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Getting to Know Onset’s Unstructured Approach

unstructured dissemination

While Southeast Asia’s metal scene is often associated with death metal, dynamic duo Onset proves that not only does slow have its space, but so does a more genreless conception of metal more broadly. Formed in late 2016 by drummer/bassist Shamtos (Septikaemia) and guitarist Calvin Chiang (Punebre, Raspatul), Onset released the two-track instrumental EP Unstructured Dissemination earlier this year featuring contributions from Mirai Kawashima (Sigh) and Microchip Terror. A major milestone in the era of Bandcamp approaches for the pair as they prepare to release the first-ever physical copies of a vision that’s only ever lived in the walls of the digital sphere. Unstructured Dissemination is a floaty trip through space as much as it is the thrust of heavy gravitational pull. While the steady pace of the album makes it easy to call it doom and call it a day, the growth found within both stealthy tracks suggests that there’s more to the story. In order to get a better understanding of its journey to existence, we spoke with Chiang about stylistic surveys, scenes of Singapore, and shooting for the stars.

Onset has gotten together within the past couple of years, but I understand that you guys have been playing music for quite some time. What were you doing prior to Onset and what ultimately made you decide to embark on a new project together?

Indeed, both the drummer Shamtos and myself were previously playing in other bands prior to the formation of Onset. I was in a death/thrash band called Raspatul for a number of years and Shamtos was in a Grindcore band called Desolation. Both of us kinda completely stopped playing music entirely up until the point where Onset was formed about two years ago although we hadn’t stopped listening to music, so to speak. I’m now still co-running Pulverised Records and it’s my full-time job. I think it was for the fact that we wanted to reach out to playing something that isn’t within our comfort zone, kind of like a challenge to us in some ways. Personally I have always been into the slower aspects of extreme music even when I was trying to discover so many bands during my teenage years. That weary and dreadful sense of feeling is almost always evident when it comes to the basic nature of the Doom genre.

To say that Onset is diverse stylistically is an understatement. What inspired you to play this atmospheric survey of metal?

Thank you so much. This is such a great compliment to us. To be honest with you, to have diversity in the music that we write is one of the very reasons why Onset was formed. We wanted to make sure that it had all the essence we loved about the doom genre and even reaching beyond post-rock and ambient territories. I think the inspiration sometimes comes from within ourselves and a lot of times the riffs and ideas were simply spontaneous rehearsal jams in the studio. We’ll keep the riffs if they are cool and usually will further expand on them later on. It has got a lot of to do with listening to what we’re playing and if it feels right to our ears. Both Shamtos and myself are not musically trained at all, so 99 percent of the time we are just playing what sounds good to us.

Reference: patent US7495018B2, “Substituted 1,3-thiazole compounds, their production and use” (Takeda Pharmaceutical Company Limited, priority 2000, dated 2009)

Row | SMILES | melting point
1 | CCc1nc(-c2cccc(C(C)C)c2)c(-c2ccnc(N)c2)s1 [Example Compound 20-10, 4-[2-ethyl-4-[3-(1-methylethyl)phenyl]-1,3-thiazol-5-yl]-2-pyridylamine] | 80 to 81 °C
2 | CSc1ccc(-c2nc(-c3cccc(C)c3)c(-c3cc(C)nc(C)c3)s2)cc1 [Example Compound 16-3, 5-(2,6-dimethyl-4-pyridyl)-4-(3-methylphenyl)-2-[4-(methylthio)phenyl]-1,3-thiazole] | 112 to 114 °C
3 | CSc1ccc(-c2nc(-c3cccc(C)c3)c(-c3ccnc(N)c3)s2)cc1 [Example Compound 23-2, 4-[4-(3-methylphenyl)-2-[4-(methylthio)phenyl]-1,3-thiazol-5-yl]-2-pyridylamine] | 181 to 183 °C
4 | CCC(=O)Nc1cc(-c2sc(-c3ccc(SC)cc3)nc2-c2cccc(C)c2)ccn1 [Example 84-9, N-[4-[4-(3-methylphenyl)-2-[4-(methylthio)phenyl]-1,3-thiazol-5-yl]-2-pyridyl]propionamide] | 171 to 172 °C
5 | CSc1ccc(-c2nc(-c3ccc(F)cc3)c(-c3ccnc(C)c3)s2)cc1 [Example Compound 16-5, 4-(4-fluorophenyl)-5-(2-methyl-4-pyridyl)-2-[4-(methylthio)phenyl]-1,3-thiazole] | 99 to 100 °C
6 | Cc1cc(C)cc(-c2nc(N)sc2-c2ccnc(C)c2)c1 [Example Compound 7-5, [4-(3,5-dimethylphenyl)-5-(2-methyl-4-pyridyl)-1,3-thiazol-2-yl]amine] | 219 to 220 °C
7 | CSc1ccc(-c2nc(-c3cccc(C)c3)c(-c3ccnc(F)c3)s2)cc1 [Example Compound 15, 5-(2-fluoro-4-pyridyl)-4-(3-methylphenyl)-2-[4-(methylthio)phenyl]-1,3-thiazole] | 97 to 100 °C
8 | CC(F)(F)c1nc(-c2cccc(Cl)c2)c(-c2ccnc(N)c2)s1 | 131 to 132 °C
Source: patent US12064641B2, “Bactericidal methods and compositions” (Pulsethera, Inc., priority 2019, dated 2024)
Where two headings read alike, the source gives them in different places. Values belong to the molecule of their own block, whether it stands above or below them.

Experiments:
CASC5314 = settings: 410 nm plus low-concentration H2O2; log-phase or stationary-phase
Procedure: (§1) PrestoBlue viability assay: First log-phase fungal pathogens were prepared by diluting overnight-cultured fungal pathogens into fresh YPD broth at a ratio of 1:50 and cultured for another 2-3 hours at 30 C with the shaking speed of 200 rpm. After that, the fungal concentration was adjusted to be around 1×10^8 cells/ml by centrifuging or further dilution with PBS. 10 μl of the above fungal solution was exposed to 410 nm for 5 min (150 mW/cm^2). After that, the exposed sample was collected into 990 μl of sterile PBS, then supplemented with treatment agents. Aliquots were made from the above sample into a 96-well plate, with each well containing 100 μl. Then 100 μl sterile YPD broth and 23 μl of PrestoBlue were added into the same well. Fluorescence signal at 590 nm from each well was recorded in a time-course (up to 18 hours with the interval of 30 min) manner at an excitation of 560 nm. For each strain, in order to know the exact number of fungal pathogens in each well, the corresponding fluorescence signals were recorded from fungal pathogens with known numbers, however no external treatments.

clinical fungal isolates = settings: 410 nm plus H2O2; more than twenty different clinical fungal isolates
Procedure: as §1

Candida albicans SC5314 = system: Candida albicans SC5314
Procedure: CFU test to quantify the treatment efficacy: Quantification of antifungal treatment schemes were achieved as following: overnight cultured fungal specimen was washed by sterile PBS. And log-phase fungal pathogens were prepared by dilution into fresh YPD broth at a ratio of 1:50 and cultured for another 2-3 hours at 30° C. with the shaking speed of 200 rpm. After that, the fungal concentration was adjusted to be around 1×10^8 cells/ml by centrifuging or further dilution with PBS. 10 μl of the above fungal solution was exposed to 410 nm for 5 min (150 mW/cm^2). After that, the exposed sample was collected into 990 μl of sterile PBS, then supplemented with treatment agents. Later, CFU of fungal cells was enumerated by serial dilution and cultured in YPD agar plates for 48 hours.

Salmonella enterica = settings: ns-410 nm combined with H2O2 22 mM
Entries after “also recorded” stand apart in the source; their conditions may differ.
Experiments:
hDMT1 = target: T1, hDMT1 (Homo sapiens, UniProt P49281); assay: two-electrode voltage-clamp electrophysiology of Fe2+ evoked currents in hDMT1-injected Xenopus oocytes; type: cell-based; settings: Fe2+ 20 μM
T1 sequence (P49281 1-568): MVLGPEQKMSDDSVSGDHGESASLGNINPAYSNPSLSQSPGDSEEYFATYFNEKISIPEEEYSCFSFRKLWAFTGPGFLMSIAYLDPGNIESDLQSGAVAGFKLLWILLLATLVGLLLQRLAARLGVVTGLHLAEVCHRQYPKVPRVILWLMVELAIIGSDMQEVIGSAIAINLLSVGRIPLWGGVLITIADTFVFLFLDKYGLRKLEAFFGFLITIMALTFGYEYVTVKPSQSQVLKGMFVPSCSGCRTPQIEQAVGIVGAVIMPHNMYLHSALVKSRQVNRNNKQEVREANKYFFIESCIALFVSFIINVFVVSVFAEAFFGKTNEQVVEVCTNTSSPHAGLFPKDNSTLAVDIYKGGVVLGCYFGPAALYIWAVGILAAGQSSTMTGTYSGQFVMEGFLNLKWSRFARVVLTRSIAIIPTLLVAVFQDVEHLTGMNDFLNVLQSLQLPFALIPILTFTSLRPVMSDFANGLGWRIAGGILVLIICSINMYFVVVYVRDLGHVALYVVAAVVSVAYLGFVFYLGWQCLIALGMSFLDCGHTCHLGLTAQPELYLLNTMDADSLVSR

Is slower tempo metal popular within your circles in Singapore or are you guys off blazing your own trails?

Not at all, in fact there are probably less than a handful of doom/stoner bands over here really. Generally the interest here for such music isn’t huge at all and most of them still treat doom as a form of very selective listening. We are probably doing something somewhat unique to our own; even more so since we’re now known as an instrumental doom band.

What are you most looking forward to about finally being able to hold your debut EP in your hands?

Actually we have just received the EP yesterday and it’s a pretty surreal feeling to finally have the physical product in our hands now. It was slightly more than a year ago that we stepped into the studio to record Unstructured Dissemination. We were extremely curious to hear how we sound with all the additional layers of instruments as we have always rehearsed as a two-piece in the studio. As for now, it’s up to the listeners to be the judge of what they think of the music but so far the response coming in have mostly been pretty positive.

What are your hopes for Onset as we stagger into yet another slow and tedious year around the sun?

We have already recorded a brand new song a couple of months ago but for now only the rhythm guitars and drums are done and we still have a couple of recording sessions to go. The new song has a running time of 30 minutes and it’s pretty daunting just to think about it. We recorded the new song in the same fashion as how Unstructured Dissemination was done; basically with Shamtos and myself in the studio recording the song live from start to finish. I know this sounds cliche but the new song is much heavier than both the songs on Unstructured Dissemination and I think we can’t deny the fact that the both of us will always have a soft spot for the heavier side of music. It will definitely be finished by 2019 and we like to think that we have already started to evolve on this brand new song.

The official CD edition of Unstructured Dissemination drops November 28 via Weird Truth. Follow Onset on Facebook.

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